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The Message and Ministrations of Dewan Bahadur R. Venkata Ratnam, volume 2/Chapter 31

XXXI

GOPALA KRISHNA GOKHALE.

(1915)


Being told just at this moment that I have to address the meeting, I feel that the tribute that comes involuntarily, without previous notice or meditation, is always the most, genuine; and thus the very few desultory remarks which alone the heaviness of the heart may permit will be valuable only as the spontaneous expression of a sorrowing soul. It has been said that the graves of great men are the gathering-places of all nations. What is true of the grave may be said to be true of the closing event in a great man's life—his translation from this to a higher realm. All differences of race, all diversities of thought, all varieties of sentiment, all distinctions of ideals are converged into one point of universal regret, of conjoint tribute to that prince among men who has long held in fee the warmest regard that the heart of India could cherish. Therefore the offering need not be enriched with elaborate encomium or rendered weighty with deliberate judgment, if one undertakes to express one's unpremeditated sentiments on a solemn occasion like this.

Those lines of Scott which bemoaned a like national bereavement now come spontaneously to one's mind :

"Now is the stately column broke,
The beacon light is quench'd in smoke,
The trumpet's silver sound is still,
The warden silent on the hill. "

Such is the heavy sense of loss which weighs down the nation at the present day. The beacon light is quenched ; the warden rests still; the stately pillar is broken; and the nation is sunk in sorrow — not the gloom of despair, for that would argue the failure of his life; but the anguish of the aching enquiry, "What next? Who is to follow?"

His life can be described briefly yet happily in the lines in In Memoriam where the poet speaks of

"some divineiy-gifted man,
Whose life in low estate began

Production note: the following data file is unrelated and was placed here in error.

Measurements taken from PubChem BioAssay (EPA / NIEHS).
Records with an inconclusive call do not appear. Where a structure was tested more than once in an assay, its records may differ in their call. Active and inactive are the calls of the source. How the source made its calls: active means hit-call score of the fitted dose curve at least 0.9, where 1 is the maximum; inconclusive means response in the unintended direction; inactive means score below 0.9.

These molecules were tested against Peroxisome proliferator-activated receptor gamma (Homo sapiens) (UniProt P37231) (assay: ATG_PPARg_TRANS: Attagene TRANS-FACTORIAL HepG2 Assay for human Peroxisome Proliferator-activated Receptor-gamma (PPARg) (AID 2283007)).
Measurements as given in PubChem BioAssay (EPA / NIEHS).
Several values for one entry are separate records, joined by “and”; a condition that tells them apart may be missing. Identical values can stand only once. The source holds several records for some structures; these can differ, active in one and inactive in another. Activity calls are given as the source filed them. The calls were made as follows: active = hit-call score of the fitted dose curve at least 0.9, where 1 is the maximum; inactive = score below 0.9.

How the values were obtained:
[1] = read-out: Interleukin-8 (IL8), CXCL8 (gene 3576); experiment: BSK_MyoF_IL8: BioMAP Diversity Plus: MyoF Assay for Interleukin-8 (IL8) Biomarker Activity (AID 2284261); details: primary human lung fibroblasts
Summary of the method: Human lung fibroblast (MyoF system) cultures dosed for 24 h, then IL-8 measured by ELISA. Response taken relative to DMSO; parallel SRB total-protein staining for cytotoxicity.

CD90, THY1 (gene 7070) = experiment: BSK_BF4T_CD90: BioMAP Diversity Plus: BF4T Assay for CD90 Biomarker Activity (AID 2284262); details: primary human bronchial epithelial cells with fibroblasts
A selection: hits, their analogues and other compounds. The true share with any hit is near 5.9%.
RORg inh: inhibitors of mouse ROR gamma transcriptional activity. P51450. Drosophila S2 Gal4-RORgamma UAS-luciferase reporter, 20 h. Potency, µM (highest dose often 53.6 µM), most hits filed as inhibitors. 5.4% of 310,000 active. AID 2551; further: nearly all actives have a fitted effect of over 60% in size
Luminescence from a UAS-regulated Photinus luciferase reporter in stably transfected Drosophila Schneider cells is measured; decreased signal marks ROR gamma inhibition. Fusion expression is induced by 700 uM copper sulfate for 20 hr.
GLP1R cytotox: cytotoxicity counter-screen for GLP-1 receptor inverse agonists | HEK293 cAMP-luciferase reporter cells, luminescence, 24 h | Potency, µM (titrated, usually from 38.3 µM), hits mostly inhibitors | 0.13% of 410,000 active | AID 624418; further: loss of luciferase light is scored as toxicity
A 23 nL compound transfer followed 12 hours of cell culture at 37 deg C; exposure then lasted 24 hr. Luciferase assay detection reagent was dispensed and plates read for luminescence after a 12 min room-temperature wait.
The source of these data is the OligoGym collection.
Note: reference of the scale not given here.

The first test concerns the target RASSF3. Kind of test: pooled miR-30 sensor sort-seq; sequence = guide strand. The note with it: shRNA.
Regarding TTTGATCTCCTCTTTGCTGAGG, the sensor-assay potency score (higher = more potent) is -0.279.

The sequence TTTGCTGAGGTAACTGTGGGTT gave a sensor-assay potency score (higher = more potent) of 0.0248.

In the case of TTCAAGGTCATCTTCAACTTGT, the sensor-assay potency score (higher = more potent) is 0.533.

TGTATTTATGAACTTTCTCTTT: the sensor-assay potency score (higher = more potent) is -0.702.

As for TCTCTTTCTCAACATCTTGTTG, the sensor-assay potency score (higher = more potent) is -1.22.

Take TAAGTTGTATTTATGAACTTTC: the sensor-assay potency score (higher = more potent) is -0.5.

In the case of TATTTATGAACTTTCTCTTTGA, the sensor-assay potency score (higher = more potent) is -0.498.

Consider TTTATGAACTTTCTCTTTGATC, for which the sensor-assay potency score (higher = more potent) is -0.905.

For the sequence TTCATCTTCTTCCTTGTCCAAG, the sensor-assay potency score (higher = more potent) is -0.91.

And on a simple village green ;
Who breaks his birth's invidious bar,
And grasps the skirts of happy chance,
And breasts the blows of circumstance,
And grapples with his evil star ;
Who makes by force his merit known,
And lives to clutch the golden keys,
To mould a mighty state's decrees
And shape the whisper of the throne ;
And moving up from high to higher,
Becomes on Fortune's crowning slope
The pillar of a people's hope,
The centre of a world's desire. "

That was really and truly our nation's hope, Gokhale. Beginning his career in ordinary, if not humble, surroundings; by sheer dint of native genius and acquired capacity, distancing powerful rivals, not through the adventitious aid of rank or good luck, but by force of powers faithfully employed, ideals loyally followed and services selflessly rendered, he rose to a position of unsurpassed magnificence and irresistible might, so much so that he inspired the whole nation with the hope of the rich possibilities ever of India. Stu- dents of Ranade may remember that remarkable address of his which he named 'the Telang school of thought and action' — an address which, in my humble opinion, could more appropriately be named 'the Ranade school of thought and action.' Of that school of thought and action, the noblest specimen in our generation has been the illustrious worthy whose premature demise we universally mourn. The leading characteristic of that school, said Ranade, is to maintain a golden mean between the stolid indifference which fights shy of progress and the unbridled impulsiveness which takes no note of practical conditions. The typical man of that school is the stout-hearted, puritan soul ever ready to battle for the right, ever pressing into broader light, always confident but never jubilant, always serious but never dejected.